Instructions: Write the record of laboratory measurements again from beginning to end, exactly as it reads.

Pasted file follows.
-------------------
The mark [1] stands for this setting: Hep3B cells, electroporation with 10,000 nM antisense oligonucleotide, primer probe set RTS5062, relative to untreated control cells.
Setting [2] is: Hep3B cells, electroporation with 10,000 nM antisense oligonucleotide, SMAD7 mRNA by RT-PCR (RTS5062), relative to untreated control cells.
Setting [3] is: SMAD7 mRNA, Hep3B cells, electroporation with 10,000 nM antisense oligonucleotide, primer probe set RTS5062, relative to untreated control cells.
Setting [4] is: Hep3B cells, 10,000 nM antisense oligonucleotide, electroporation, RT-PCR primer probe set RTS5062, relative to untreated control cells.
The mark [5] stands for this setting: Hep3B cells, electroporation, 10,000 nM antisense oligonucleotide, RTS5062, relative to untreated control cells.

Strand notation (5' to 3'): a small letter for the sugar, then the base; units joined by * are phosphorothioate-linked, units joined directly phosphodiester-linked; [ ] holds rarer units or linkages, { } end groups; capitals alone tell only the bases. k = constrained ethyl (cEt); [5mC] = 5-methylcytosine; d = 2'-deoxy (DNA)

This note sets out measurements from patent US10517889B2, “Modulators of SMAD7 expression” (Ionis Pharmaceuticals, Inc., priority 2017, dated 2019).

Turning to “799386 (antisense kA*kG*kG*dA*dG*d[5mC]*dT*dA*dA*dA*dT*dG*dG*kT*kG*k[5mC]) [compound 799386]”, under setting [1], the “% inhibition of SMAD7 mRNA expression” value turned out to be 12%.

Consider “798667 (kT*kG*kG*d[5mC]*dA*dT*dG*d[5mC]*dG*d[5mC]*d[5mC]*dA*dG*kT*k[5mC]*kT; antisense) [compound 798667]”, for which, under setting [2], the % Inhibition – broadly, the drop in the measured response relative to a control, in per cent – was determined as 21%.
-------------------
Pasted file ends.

The mark [1] stands for this setting: Hep3B cells, electroporation with 10,000 nM antisense oligonucleotide, primer probe set RTS5062, relative to untreated control cells.
Setting [2] is: Hep3B cells, electroporation with 10,000 nM antisense oligonucleotide, SMAD7 mRNA by RT-PCR (RTS5062), relative to untreated control cells.
Setting [3] is: SMAD7 mRNA, Hep3B cells, electroporation with 10,000 nM antisense oligonucleotide, primer probe set RTS5062, relative to untreated control cells.
Setting [4] is: Hep3B cells, 10,000 nM antisense oligonucleotide, electroporation, RT-PCR primer probe set RTS5062, relative to untreated control cells.
The mark [5] stands for this setting: Hep3B cells, electroporation, 10,000 nM antisense oligonucleotide, RTS5062, relative to untreated control cells.

Strand notation (5' to 3'): a small letter for the sugar, then the base; units joined by * are phosphorothioate-linked, units joined directly phosphodiester-linked; [ ] holds rarer units or linkages, { } end groups; capitals alone tell only the bases. k = constrained ethyl (cEt); [5mC] = 5-methylcytosine; d = 2'-deoxy (DNA)

This note sets out measurements from patent US10517889B2, “Modulators of SMAD7 expression” (Ionis Pharmaceuticals, Inc., priority 2017, dated 2019).

Turning to “799386 (antisense kA*kG*kG*dA*dG*d[5mC]*dT*dA*dA*dA*dT*dG*dG*kT*kG*k[5mC]) [compound 799386]”, under setting [1], the “% inhibition of SMAD7 mRNA expression” value turned out to be 12%.

Consider “798667 (kT*kG*kG*d[5mC]*dA*dT*dG*d[5mC]*dG*d[5mC]*d[5mC]*dA*dG*kT*k[5mC]*kT; antisense) [compound 798667]”, for which, under setting [2], the % Inhibition – broadly, the drop in the measured response relative to a control, in per cent – was determined as 21%.